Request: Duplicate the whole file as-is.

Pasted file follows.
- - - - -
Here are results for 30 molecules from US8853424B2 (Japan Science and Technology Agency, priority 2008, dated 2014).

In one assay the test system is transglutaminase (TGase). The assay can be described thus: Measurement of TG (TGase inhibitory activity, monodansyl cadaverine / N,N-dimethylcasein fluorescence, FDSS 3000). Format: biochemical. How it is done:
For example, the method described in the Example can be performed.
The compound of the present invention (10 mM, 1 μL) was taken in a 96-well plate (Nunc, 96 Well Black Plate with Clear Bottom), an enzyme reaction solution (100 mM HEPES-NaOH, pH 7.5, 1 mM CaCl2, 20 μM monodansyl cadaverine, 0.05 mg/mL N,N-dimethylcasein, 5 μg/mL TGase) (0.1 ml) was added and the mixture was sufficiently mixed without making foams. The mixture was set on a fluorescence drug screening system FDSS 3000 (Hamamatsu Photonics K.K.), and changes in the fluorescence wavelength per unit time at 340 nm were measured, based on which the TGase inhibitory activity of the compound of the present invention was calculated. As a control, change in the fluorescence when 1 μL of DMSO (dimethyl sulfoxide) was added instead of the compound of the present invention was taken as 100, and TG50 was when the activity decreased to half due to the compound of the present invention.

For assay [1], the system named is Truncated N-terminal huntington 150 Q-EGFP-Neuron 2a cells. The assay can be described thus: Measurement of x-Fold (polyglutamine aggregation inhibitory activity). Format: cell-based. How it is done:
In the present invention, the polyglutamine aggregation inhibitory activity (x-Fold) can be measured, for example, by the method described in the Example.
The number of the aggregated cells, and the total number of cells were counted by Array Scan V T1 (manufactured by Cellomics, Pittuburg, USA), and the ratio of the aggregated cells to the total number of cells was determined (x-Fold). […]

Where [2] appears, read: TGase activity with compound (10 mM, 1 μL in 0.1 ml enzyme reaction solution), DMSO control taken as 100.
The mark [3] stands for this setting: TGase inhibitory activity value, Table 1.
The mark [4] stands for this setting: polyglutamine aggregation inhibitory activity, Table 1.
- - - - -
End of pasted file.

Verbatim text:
Here are results for 30 molecules from US8853424B2 (Japan Science and Technology Agency, priority 2008, dated 2014).

In one assay the test system is transglutaminase (TGase). The assay can be described thus: Measurement of TG (TGase inhibitory activity, monodansyl cadaverine / N,N-dimethylcasein fluorescence, FDSS 3000). Format: biochemical. How it is done:
For example, the method described in the Example can be performed.
The compound of the present invention (10 mM, 1 μL) was taken in a 96-well plate (Nunc, 96 Well Black Plate with Clear Bottom), an enzyme reaction solution (100 mM HEPES-NaOH, pH 7.5, 1 mM CaCl2, 20 μM monodansyl cadaverine, 0.05 mg/mL N,N-dimethylcasein, 5 μg/mL TGase) (0.1 ml) was added and the mixture was sufficiently mixed without making foams. The mixture was set on a fluorescence drug screening system FDSS 3000 (Hamamatsu Photonics K.K.), and changes in the fluorescence wavelength per unit time at 340 nm were measured, based on which the TGase inhibitory activity of the compound of the present invention was calculated. As a control, change in the fluorescence when 1 μL of DMSO (dimethyl sulfoxide) was added instead of the compound of the present invention was taken as 100, and TG50 was when the activity decreased to half due to the compound of the present invention.

For assay [1], the system named is Truncated N-terminal huntington 150 Q-EGFP-Neuron 2a cells. The assay can be described thus: Measurement of x-Fold (polyglutamine aggregation inhibitory activity). Format: cell-based. How it is done:
In the present invention, the polyglutamine aggregation inhibitory activity (x-Fold) can be measured, for example, by the method described in the Example.
The number of the aggregated cells, and the total number of cells were counted by Array Scan V T1 (manufactured by Cellomics, Pittuburg, USA), and the ratio of the aggregated cells to the total number of cells was determined (x-Fold). […]

Where [2] appears, read: TGase activity with compound (10 mM, 1 μL in 0.1 ml enzyme reaction solution), DMSO control taken as 100.
The mark [3] stands for this setting: TGase inhibitory activity value, Table 1.
The mark [4] stands for this setting: polyglutamine aggregation inhibitory activity, Table 1.